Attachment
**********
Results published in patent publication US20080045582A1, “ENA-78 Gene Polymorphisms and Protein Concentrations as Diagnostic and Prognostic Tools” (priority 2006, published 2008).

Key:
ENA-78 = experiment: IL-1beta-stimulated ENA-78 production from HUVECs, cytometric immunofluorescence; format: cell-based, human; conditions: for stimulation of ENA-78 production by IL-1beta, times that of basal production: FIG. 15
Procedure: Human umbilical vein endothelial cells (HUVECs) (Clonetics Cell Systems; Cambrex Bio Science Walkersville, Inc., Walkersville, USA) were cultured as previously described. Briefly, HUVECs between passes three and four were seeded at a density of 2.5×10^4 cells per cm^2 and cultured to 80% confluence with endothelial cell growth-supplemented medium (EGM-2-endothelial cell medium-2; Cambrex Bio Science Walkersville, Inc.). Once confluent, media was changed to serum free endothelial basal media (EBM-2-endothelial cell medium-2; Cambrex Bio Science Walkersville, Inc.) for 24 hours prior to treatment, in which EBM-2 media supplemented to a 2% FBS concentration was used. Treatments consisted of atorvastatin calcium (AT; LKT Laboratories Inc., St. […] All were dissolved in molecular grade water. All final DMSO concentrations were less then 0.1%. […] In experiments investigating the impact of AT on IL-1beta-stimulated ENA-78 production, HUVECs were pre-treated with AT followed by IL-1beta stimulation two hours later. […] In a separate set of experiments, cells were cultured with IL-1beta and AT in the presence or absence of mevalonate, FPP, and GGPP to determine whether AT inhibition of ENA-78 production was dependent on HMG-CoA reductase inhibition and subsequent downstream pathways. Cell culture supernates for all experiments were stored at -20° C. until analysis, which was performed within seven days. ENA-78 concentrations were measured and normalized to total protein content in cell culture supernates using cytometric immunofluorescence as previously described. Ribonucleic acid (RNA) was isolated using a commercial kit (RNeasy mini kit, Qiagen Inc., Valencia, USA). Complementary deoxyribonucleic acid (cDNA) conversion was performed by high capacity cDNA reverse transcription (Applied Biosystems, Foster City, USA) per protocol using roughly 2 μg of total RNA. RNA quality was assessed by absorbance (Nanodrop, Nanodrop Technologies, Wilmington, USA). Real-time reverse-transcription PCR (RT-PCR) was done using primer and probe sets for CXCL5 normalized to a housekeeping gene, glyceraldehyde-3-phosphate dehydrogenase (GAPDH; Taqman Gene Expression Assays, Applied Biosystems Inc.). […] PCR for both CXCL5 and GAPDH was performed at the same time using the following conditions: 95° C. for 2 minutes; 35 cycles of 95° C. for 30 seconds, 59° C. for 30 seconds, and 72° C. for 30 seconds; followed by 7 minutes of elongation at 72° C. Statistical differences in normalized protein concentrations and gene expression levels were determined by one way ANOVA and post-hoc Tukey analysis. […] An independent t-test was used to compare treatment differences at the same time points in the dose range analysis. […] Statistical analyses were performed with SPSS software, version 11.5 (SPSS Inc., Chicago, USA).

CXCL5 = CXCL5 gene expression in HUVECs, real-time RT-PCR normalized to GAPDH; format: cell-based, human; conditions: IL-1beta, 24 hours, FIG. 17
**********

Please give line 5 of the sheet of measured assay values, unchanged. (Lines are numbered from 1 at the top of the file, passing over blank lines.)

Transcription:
CXCL5 = CXCL5 gene expression in HUVECs, real-time RT-PCR normalized to GAPDH; format: cell-based, human; conditions: IL-1beta, 24 hours, FIG. 17